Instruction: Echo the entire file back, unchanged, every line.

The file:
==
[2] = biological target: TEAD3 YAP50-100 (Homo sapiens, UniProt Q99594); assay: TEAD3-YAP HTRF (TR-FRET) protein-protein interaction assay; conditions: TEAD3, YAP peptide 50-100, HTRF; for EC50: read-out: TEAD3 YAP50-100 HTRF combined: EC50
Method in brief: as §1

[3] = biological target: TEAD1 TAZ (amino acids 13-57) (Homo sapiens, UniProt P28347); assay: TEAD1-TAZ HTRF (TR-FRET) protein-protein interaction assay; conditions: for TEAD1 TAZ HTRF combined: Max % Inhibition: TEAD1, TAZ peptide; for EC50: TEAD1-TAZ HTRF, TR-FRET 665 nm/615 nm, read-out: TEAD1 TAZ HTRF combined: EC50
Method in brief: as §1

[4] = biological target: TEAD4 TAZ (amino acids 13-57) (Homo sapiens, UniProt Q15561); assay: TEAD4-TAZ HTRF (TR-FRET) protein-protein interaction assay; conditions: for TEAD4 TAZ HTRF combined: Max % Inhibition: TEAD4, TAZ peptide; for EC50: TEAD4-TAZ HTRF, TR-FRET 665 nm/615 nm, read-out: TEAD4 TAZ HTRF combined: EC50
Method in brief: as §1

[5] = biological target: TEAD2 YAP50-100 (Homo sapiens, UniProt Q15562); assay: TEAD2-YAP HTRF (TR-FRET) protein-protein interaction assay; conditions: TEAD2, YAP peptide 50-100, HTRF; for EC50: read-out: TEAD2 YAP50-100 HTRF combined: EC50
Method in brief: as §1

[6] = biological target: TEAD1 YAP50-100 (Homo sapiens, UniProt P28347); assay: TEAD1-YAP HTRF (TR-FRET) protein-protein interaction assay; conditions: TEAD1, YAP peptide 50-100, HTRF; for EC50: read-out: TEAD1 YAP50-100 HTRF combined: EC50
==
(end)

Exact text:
[2] = biological target: TEAD3 YAP50-100 (Homo sapiens, UniProt Q99594); assay: TEAD3-YAP HTRF (TR-FRET) protein-protein interaction assay; conditions: TEAD3, YAP peptide 50-100, HTRF; for EC50: read-out: TEAD3 YAP50-100 HTRF combined: EC50
Method in brief: as §1

[3] = biological target: TEAD1 TAZ (amino acids 13-57) (Homo sapiens, UniProt P28347); assay: TEAD1-TAZ HTRF (TR-FRET) protein-protein interaction assay; conditions: for TEAD1 TAZ HTRF combined: Max % Inhibition: TEAD1, TAZ peptide; for EC50: TEAD1-TAZ HTRF, TR-FRET 665 nm/615 nm, read-out: TEAD1 TAZ HTRF combined: EC50
Method in brief: as §1

[4] = biological target: TEAD4 TAZ (amino acids 13-57) (Homo sapiens, UniProt Q15561); assay: TEAD4-TAZ HTRF (TR-FRET) protein-protein interaction assay; conditions: for TEAD4 TAZ HTRF combined: Max % Inhibition: TEAD4, TAZ peptide; for EC50: TEAD4-TAZ HTRF, TR-FRET 665 nm/615 nm, read-out: TEAD4 TAZ HTRF combined: EC50
Method in brief: as §1

[5] = biological target: TEAD2 YAP50-100 (Homo sapiens, UniProt Q15562); assay: TEAD2-YAP HTRF (TR-FRET) protein-protein interaction assay; conditions: TEAD2, YAP peptide 50-100, HTRF; for EC50: read-out: TEAD2 YAP50-100 HTRF combined: EC50
Method in brief: as §1

[6] = biological target: TEAD1 YAP50-100 (Homo sapiens, UniProt P28347); assay: TEAD1-YAP HTRF (TR-FRET) protein-protein interaction assay; conditions: TEAD1, YAP peptide 50-100, HTRF; for EC50: read-out: TEAD1 YAP50-100 HTRF combined: EC50